After an injury or illness occurs on the job, the employee will file a claim with the employer’s insurance carrier. The Workers’ Compensation Board, a state agency, directs the insurance carrier to pay appropriate weekly cash benefits and for the employee’s medical care.
Workers’ compensation is unique because it is not a system for determining fault. The employee has no obligation to prove that the employer’s negligence caused the injury. A worker only loses rights to compensation if the injury was caused by the employee’s intoxication from drugs or alcohol or from an intent to injure themselves or others. Otherwise, the employee will receive payment as long as the injury was work-related.
Understanding Your Employer’s Responsibility
Any time you are injured while acting in your scope of duties as an employee, the employer is responsible for your medical costs as well as additional cash payments if it’s determined that you are partially or completely disabled. Workers’ compensation does not compensate the employee for injuries such as pain and suffering or emotional distress.
The employer is not responsible under its workers’ compensation obligations if the injured individual is an independent contractor and not an employee.
- Employee: No single factor will determine whether an individual is an employee. The following factors all lean toward a finding that an individual is an employee:
- The employer determines when, where, and how services are performed
- Employer provides facilities, equipment, tools, and supplies
- The employee’s services are directly supervised
- Hours of work are set by the employer
- The services are performed exclusively for the employer
- The employer sets the rate of pay
- The employee is required to attend meetings or provide oral or written reports
- Work product is reviewed and approved by the employer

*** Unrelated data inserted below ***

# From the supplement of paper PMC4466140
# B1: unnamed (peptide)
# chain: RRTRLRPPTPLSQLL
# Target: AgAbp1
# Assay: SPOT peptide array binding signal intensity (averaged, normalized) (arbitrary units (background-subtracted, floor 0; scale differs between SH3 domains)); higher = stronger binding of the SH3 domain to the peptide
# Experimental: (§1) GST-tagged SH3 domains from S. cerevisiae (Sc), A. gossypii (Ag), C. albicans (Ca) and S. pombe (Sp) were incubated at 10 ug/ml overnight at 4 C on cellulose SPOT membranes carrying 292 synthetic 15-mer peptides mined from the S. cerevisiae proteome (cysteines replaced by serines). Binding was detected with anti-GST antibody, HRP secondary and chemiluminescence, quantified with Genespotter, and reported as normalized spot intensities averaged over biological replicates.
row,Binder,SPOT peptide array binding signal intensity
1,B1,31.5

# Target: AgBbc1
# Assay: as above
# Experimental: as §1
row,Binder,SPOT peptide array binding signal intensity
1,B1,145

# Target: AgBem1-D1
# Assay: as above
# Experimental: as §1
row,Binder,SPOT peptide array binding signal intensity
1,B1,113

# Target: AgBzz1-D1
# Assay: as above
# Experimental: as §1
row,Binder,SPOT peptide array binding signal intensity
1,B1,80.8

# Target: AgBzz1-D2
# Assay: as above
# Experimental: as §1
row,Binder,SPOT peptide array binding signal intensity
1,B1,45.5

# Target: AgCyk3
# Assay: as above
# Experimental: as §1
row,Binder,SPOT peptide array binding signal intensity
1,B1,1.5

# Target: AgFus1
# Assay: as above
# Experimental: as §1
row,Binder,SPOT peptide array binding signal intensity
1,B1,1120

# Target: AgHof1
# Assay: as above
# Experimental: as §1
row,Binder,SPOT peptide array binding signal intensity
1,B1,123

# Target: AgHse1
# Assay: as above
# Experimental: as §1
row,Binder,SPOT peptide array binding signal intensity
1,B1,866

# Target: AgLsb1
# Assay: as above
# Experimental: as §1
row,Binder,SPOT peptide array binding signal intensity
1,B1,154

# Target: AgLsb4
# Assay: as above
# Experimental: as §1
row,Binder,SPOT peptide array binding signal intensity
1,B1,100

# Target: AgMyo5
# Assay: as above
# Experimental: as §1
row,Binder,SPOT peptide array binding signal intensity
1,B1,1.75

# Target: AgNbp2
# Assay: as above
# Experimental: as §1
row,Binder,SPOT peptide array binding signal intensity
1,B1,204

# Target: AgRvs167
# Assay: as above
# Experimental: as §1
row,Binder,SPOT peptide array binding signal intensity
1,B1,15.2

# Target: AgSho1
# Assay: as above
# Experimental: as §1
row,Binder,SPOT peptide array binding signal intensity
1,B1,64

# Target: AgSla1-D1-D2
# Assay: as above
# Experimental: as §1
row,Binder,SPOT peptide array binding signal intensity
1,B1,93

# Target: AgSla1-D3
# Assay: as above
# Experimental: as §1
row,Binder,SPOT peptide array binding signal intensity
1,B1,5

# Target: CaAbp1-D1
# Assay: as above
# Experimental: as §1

- The employer evaluates the job performance
- Permission is required for absences
- Independent Contractor: The primary signs that an individual is operating as an independent contractor are that they are free from supervision, direction, and control in the performance of their duties. An independent contractor is in business for themselves and offers their services to the public. Factors that indicate an individual is operating as an independent contractor include:
- Has an established business;
- Advertises their services to the public;
- Carries insurance;
- Maintains a place of business and investing in facilities, equipment, and supplies;
- Sets their own schedule;
- Sets or negotiates their pay rate;
- Is free to refuse work;
- May hire help in performing their services
For tax purposes, independent contractor payments are documented via a 1099 form, and employees are documented on a W2 form. The form of documentation, however, is not determinative of the individual’s status. Even if a 1099 form is issued, an evaluation of the relevant factors will determine whether they are an employee or an independent contractor.
Your lawyer will work with you to analyze your status as an employee or independent contractor and to evaluate the implications of this status on your ability to recover for your injuries.
5 Steps to File an East Meadow Workers’ Compensation Claim
The first thing you should do after any injury is to seek first aid or other necessary medical support. Emergency medical care can be administered by any provider. Subsequent medical care, however, must be provided by a health care provider authorized by the Workers’ Compensation Board.
You must complete these important milestones.
- Notify the employer. After seeking any immediate medical care, notify your manager or supervisor about the injury as soon as possible. Put the notification in writing so there is no dispute whether you provided adequate notice. You are at risk of losing rights to workers’ compensation benefits if you fail to notify your employer within 30 days of the accident.